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Is This the New Look of Tune-In Advertising?

It’s nothing new that consumers are attached to their phones, especially while watching television. With this in mind, the idea that mobile devices could drive TV tune-in seems to fit in quite well.

The question, of course, is how to cut through? Based on one recent example for BBC America’s “Thursday Night Darts,” the answer may be an intelligent mix of playful gaming and calendar push.

BBC America recently worked with mobile rich media ad creative company PadSquad to try and crack the code on how to push users from the phone to the TV. The results? An engagement rate 1,650% greater than industry benchmarks and VCR 100% greater than benchmarks, too. As PadSquad CEO & Founder Daniel Meehan explained to TV[R]EV’s Alan Wolk in Forbes recently:

“It’s been really validating to see the results. Because not only did we achieve their goals of driving tune-in and getting people to add the show to their calendars, we also, I’d liked to believe, help give some personality to the show, helped make it something people really wanted to see.”

The tune-in campaign also yielded audience data that helped better inform BBC America on future targets. While general sports fans were seen as a minor target going in, they ended up being the biggest driver in terms of adding the show to their calendars and watching more video, according to Meehan.

These sorts of insights fit right in with what’s happening to tune-in everywhere, as data makes these types of ads far more effective. AdExchanger’s Rae Paoletta recently wrote about how data and streaming services are working together effectively on tune-in amidst a changing and growing content environment. Streaming services like Netflix, Hulu, Amazon and invest less in producing a single show than their linear cohorts. That means more “NEW” content without the pre-existing fan bases. That element makes tune-in critical while also standing out against a never-before-seen volume of competition.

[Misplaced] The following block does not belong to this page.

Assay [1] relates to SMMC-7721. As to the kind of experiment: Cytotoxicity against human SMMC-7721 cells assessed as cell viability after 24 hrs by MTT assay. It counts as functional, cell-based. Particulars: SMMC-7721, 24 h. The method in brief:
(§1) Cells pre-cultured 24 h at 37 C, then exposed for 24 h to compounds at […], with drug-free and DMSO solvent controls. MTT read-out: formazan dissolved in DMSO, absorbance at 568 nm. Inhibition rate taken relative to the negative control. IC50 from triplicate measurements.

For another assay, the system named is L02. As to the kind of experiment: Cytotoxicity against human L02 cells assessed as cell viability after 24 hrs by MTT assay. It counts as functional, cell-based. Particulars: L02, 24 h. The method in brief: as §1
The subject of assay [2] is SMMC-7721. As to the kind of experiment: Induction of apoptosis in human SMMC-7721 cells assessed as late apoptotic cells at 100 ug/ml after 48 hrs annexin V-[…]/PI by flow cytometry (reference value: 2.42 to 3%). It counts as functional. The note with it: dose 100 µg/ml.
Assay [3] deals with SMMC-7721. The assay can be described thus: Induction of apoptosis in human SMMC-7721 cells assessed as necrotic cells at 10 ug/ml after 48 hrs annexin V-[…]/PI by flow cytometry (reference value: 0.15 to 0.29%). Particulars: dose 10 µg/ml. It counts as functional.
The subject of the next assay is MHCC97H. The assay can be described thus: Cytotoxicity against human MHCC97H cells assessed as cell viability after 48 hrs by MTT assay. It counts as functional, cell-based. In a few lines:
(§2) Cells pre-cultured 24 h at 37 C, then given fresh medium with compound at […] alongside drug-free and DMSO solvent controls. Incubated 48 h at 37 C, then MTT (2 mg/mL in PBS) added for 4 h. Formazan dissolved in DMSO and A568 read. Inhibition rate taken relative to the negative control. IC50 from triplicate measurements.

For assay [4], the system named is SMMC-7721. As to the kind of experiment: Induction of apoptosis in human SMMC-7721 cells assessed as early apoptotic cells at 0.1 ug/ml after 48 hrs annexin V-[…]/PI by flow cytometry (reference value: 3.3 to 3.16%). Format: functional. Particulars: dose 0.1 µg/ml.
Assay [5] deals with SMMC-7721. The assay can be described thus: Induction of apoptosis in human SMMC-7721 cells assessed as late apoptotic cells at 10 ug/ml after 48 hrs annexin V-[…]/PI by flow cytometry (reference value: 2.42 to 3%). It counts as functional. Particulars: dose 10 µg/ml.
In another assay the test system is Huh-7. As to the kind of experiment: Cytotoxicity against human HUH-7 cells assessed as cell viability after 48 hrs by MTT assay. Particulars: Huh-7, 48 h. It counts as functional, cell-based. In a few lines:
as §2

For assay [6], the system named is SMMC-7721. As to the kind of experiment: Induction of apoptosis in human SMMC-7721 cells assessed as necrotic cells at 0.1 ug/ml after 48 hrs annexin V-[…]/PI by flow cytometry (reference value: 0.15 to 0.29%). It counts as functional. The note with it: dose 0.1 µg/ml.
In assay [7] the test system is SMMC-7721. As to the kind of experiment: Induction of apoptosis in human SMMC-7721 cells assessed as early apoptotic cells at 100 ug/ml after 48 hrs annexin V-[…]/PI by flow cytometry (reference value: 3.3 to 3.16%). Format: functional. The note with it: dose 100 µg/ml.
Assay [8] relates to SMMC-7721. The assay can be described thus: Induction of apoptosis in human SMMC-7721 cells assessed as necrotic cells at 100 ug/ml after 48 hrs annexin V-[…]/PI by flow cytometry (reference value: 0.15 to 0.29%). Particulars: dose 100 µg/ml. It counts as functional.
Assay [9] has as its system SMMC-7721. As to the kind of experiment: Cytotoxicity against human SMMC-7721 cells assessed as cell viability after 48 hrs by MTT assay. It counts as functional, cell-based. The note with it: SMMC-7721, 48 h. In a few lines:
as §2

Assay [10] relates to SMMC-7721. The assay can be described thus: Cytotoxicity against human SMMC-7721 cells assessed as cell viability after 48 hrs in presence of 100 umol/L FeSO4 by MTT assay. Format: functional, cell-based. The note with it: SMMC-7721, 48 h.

With every content creator large and small looking for advantages with regard to earning eyeballs, seeing results like PadSquad’s with the BBC America campaign should get them at least thinking about mobile rich media. Avoiding intrusive formats and static banners, these sorts of mobile ads are inviting, memorable and engaging for fans. In the case of “Thursday Night Darts,” it provided personality (as Meehan points out) for the program. That, plus some creativity around playing a quick and fun game of darts, can be all it takes to turn an ad view into an audience member.

As even more streaming services are added to the fray for 2019 (Amazon, Apple, DC Entertainment, Disney, Walmart, and WarnerMedia, to name a few), chances are you’ll be seeing more of that approach in the drive for some quick viewership totals.